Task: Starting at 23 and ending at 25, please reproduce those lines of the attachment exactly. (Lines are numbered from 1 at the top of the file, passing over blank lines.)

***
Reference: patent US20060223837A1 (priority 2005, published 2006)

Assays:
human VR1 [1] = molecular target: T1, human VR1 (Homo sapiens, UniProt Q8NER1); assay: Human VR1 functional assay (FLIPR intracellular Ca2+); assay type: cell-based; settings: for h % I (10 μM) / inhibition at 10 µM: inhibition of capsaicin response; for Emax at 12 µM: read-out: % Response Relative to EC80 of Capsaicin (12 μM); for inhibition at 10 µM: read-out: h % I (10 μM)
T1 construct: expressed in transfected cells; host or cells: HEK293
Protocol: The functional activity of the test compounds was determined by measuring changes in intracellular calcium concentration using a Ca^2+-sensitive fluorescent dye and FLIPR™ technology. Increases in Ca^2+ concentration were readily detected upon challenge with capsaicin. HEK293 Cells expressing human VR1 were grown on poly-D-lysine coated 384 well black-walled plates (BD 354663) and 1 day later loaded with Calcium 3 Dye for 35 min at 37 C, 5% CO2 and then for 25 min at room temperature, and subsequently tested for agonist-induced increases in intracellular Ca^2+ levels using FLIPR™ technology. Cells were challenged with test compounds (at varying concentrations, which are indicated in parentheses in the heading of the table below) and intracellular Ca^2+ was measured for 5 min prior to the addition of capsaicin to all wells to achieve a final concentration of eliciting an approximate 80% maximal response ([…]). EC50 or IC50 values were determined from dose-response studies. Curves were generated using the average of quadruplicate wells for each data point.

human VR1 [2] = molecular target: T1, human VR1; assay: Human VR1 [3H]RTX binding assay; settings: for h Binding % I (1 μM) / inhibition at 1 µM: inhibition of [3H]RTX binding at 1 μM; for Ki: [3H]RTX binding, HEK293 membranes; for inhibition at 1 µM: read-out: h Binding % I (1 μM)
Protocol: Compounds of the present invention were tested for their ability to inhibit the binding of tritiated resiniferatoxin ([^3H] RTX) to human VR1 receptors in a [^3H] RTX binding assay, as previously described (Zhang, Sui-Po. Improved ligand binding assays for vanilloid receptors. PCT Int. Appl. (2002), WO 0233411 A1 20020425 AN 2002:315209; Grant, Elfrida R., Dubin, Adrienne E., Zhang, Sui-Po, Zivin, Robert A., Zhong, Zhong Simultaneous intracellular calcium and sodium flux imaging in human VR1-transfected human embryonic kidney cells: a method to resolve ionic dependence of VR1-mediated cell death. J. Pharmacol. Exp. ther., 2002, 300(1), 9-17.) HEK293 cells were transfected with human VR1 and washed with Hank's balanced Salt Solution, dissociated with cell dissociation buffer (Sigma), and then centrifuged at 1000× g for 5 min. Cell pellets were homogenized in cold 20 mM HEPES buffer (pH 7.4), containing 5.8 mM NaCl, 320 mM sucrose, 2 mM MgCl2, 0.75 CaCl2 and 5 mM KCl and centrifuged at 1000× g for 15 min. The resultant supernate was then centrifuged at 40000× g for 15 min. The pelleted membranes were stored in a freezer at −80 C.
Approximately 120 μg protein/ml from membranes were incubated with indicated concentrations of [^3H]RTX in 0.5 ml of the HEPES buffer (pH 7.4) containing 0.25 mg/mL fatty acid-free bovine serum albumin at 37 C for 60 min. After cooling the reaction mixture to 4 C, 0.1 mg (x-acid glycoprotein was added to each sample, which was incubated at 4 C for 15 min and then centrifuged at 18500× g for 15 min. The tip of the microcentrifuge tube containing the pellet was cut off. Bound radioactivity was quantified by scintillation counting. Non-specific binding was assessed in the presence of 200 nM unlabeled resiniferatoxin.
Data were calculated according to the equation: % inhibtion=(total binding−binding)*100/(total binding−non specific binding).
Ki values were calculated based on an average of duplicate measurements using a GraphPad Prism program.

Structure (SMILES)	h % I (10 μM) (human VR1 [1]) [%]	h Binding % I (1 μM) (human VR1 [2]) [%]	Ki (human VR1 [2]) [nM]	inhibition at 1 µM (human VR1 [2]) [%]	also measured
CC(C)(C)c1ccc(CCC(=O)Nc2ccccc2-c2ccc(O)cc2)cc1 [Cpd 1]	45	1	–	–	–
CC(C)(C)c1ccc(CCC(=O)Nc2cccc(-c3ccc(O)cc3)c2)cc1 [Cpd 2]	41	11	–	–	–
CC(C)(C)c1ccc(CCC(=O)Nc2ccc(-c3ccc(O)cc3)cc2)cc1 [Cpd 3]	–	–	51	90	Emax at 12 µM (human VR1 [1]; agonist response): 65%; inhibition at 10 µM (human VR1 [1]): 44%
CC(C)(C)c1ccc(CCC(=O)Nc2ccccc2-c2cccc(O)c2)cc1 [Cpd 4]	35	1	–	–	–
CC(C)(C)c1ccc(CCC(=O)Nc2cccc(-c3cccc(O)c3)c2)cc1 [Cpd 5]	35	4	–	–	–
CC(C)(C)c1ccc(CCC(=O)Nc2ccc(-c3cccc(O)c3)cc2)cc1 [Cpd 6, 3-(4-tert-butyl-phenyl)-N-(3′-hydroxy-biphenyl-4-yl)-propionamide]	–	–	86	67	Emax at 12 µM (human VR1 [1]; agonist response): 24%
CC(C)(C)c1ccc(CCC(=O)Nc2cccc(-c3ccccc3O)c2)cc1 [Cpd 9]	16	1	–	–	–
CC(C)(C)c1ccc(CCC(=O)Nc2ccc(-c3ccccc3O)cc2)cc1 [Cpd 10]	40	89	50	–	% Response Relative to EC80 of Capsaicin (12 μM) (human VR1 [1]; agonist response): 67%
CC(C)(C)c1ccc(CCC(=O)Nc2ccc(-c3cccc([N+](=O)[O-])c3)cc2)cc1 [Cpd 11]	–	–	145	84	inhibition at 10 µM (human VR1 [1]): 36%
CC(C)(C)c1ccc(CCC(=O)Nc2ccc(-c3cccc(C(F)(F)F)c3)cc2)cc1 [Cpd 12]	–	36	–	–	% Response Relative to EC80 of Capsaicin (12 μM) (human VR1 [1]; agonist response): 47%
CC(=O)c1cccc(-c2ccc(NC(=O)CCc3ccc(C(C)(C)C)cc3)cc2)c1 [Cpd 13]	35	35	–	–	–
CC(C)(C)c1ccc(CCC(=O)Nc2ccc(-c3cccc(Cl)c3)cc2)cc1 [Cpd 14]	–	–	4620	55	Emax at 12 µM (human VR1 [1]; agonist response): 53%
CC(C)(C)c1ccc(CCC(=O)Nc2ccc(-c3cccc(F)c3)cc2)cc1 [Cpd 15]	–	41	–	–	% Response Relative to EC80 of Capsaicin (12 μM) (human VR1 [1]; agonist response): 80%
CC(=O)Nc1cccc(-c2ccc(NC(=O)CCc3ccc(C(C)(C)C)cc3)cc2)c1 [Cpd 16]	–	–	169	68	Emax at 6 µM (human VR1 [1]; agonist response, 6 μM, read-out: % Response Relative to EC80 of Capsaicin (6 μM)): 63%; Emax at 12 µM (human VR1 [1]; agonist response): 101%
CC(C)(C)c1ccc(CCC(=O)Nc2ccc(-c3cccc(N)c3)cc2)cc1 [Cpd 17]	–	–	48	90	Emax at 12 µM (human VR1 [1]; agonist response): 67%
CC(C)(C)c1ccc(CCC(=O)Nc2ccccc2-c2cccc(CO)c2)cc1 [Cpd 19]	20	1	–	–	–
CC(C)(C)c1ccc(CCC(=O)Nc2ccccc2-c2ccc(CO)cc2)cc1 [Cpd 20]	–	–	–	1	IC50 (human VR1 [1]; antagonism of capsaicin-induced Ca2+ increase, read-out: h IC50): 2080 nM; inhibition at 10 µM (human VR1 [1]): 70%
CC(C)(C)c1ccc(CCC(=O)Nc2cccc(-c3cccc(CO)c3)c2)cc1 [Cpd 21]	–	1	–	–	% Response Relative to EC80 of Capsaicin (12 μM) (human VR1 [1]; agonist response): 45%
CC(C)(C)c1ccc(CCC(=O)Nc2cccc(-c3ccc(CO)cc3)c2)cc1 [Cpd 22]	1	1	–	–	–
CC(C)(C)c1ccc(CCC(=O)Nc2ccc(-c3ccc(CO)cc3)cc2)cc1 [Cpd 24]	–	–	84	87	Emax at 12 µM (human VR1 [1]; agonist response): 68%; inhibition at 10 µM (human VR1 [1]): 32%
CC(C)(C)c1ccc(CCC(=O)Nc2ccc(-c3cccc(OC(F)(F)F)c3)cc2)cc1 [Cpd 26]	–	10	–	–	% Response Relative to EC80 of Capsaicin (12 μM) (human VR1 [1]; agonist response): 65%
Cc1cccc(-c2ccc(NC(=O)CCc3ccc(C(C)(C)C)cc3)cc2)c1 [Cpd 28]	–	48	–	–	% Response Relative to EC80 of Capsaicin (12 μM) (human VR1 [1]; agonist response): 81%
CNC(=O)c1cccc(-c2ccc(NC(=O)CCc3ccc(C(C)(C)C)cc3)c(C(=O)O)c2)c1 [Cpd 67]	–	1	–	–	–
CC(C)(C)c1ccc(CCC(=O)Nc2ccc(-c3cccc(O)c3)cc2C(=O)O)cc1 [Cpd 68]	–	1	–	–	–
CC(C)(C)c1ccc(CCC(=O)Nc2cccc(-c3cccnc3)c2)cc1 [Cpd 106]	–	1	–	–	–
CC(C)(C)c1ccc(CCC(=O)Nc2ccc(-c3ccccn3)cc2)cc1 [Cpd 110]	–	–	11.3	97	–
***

CC(C)(C)c1ccc(CCC(=O)Nc2ccc(-c3cccc(Cl)c3)cc2)cc1 [Cpd 14]	–	–	4620	55	Emax at 12 µM (human VR1 [1]; agonist response): 53%
CC(C)(C)c1ccc(CCC(=O)Nc2ccc(-c3cccc(F)c3)cc2)cc1 [Cpd 15]	–	41	–	–	% Response Relative to EC80 of Capsaicin (12 μM) (human VR1 [1]; agonist response): 80%
CC(=O)Nc1cccc(-c2ccc(NC(=O)CCc3ccc(C(C)(C)C)cc3)cc2)c1 [Cpd 16]	–	–	169	68	Emax at 6 µM (human VR1 [1]; agonist response, 6 μM, read-out: % Response Relative to EC80 of Capsaicin (6 μM)): 63%; Emax at 12 µM (human VR1 [1]; agonist response): 101%